Presented in collaboration with the IES Honolulu Section, Hawaii Energy, and the International Dark Sky Association, the February 1 event features panelists representing the DLC, the US Fish and Wildlife Service, the University of Hawaii’s Institute of Astronomy, and Hawaii Energy
MEDFORD, MA – January 24, 2023 –A February 1 panel discussion co-sponsored by the DesignLights Consortium (DLC) will examine the unintended negative impacts of artificial light at night on wildlife, human communities and the night sky, as well as strategies to promote responsible outdoor lighting
Hosted by Hawaii Energy, the DLC, and the Illuminating Engineering Society’s (IES) Honolulu Section, “Impacts of Outdoor Lighting: Considerations to Reduce Energy, Save Money and Minimize Light Pollution for People and the Environment” will address a range of topics, including how outdoor lighting affects coastal ecosystems and astronomical study. Panelists will share resources that municipalities, building owners, and other outdoor lighting decision makers can use to reduce the negative impacts of over-lighting, such as sky glow and light trespass.
While in-person registration for the hybrid event (which takes place at the AIA Center for Architecture in Honolulu) is currently sold out, online registration is continuing. The February 1 webinar will run from 5 to 6:15 p.m. EST (12 – 1:15 p.m. HST). Register here.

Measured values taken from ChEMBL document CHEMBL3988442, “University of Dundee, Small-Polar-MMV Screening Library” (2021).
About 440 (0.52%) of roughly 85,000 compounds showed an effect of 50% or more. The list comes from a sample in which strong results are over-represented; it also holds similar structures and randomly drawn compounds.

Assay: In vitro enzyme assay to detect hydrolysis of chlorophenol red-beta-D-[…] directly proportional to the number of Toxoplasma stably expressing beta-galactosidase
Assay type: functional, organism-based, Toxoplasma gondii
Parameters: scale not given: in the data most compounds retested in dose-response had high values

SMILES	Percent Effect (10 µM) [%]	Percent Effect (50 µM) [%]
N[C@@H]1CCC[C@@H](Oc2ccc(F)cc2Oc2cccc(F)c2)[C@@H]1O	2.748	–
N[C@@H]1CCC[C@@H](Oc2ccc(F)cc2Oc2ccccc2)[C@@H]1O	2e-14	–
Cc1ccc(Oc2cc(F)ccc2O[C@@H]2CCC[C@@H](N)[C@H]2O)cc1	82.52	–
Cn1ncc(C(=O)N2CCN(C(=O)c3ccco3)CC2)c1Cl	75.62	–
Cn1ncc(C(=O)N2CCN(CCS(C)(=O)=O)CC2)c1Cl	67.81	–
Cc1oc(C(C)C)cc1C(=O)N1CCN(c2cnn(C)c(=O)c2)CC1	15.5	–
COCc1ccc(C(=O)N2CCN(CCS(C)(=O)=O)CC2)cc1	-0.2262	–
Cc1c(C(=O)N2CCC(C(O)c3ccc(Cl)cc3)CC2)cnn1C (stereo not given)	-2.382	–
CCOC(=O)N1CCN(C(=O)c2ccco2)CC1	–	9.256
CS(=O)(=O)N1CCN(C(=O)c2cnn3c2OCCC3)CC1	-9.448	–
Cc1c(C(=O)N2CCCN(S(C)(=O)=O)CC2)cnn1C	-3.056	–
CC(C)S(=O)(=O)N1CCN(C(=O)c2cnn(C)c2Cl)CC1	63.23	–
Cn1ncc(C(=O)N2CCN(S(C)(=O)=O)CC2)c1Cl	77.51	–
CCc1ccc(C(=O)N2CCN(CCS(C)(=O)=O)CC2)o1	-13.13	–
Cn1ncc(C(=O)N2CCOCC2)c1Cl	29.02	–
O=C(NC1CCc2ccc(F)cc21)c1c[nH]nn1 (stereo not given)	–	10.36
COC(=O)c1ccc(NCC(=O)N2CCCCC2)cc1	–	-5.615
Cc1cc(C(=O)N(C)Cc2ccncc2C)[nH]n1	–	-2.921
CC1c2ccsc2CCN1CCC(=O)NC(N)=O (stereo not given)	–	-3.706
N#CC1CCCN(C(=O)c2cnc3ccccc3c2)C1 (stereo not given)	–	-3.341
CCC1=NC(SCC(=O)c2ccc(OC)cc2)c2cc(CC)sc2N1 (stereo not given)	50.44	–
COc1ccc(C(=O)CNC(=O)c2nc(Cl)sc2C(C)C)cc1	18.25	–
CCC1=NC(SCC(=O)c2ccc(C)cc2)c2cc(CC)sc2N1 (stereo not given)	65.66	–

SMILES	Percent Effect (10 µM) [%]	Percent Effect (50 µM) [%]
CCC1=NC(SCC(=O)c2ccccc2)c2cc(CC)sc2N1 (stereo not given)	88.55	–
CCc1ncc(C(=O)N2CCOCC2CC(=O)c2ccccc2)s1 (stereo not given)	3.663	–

“Outdoor lighting allows for gathering and recreation past the daytime hours and enables safety and visibility for better mobility at night, but growing evidence points to the ways lighting can harm wild ecosystems, hinder astronomical study, and disrupt the wellbeing of human communities,” DLC Executive Director and CEO Christina Halfpenny said. “This panel discussion will provide an overview of the impacts of light pollution on dark skies, and wildlife, and provide information on strategies to minimize these impacts while reducing energy use.”
Event panelists include:
- Leora Radetsky, DLC Senior Lighting Scientist – Radetsky is a primary author of the DLC LUNA technical requirements, which set performance criteria for specific categories of outdoor solid-state lighting to enable energy efficiency programs, municipalities and others to choose lighting products that save energy and follow best environmental practices for nighttime lighting.
- Sheldon Plentovich, Hawaii and Pacific Islands Program Manager for the US Fish and Wildlife Service – Plentovich’s work involves restoring Pacific Island ecosystems, including restoring, protecting and expanding habitat for seabirds, Hawaiian green sea turtles, and Hawaiian yellow-faced bees.
- Richard Wainscoat, University of Hawaii faculty and astronomer – Wainscoat leads efforts by the university’s Institute of Astronomy to protect observatory sites on the islands of Hawaii and Maui from light pollution.
- Graceson Ghen, Hawaii Energy Efficiency Program’s Hawaii County Manager – Ghen works closely with Hawaii Island businesses to provide energy efficiency consultation and assist with financial incentives.
In addition to covering the benefits of appropriate lighting for outdoor environments, panelists will discuss the energy savings potential of using the right type of outdoor illumination, only when and where it is needed. In particular, Ghen will talk about Hawaii Energy’s work to reduce electricity consumption and incentives the program offers for outdoor lighting. Panelists will also discuss the current state of standards and design solutions, and considerations for selecting white and non-white outdoor LED lighting.
Registration and more information is available on the DLC website.